March Feature: Why So Many Variations in the Snowfall Forecast?

As I write this article we are in the midst of receiving only our third healthy dose of snowfall accumulation for the season as snow (in large amounts) has been hard to come by so far this winter. So I figured this would be the perfect opportunity to explain one of the bigger weather “headaches” that meteorologists face when it comes time to forecast snowfall amounts.

When you reach your senior year as a meteorology student you begin to put all of the pieces of the weather “puzzle” you learned together, which include several principles involving physics and calculus, both subjects that would make anyone cringe, but it sure does help explain why making a snowfall forecast is so difficult and most often times a frustrating endeavor. It is quite amazing how many processes are involved when it comes to producing precipitation whether it be rain or snow and how each process interacts with another.

When it comes to snowfall forecasting, there are several important variables at play. For starters you have the state of the atmosphere just above our heads here at the surface where we look variables like temperature, moisture, and winds. Twice a day weather balloons are launched from the Davenport, IA and other National Weather Service offices around the country. These balloons paint a picture of what is happening just above us here at the surface, giving us important data on temperature, wind, pressure, moisture and a multitude of other important data points. Data from these observations then gets fed into the supercomputers that produce the weather models forecasters use to create forecasts. Unfortunately, we only get two of these per day (unless a major storm is forecast in which a special reading is often taken) so this complicates things and often causes forecasts to change drastically even up to 24 hours before storm impacts are felt.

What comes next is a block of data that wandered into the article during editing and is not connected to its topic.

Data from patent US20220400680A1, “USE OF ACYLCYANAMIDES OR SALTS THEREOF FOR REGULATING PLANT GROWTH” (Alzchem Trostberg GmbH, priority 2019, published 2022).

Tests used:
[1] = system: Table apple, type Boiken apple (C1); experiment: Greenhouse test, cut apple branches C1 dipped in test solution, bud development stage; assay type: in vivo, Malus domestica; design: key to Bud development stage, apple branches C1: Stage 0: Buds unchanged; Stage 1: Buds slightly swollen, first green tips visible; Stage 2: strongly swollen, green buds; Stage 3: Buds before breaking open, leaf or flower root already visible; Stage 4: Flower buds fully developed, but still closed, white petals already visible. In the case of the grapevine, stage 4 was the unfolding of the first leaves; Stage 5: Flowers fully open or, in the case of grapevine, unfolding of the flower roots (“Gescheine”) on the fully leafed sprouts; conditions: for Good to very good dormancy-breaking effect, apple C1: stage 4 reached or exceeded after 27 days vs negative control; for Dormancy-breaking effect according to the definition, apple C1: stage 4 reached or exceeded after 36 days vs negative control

While model resolution continues to improve, even with the increased resolution it all begins with the data that is being fed to the models. The more data we can provide the better the models will perform.

Storm track is another important factor when forecasting snowfall, as we typically see the heaviest accumulations on the northern fringes of the storm track where the cold air resides. How much cold air and how much moisture is in place adds yet another variable, and often times the models won’t agree with where these places exist.


So the next time you find yourself scrolling through your Facebook feed or clicking through the local TV stations and happen to notice varying snowfall forecast amounts and locations, you’ll have just a small taste of why winter storm forecasting can be so variable at times even with the best technology available.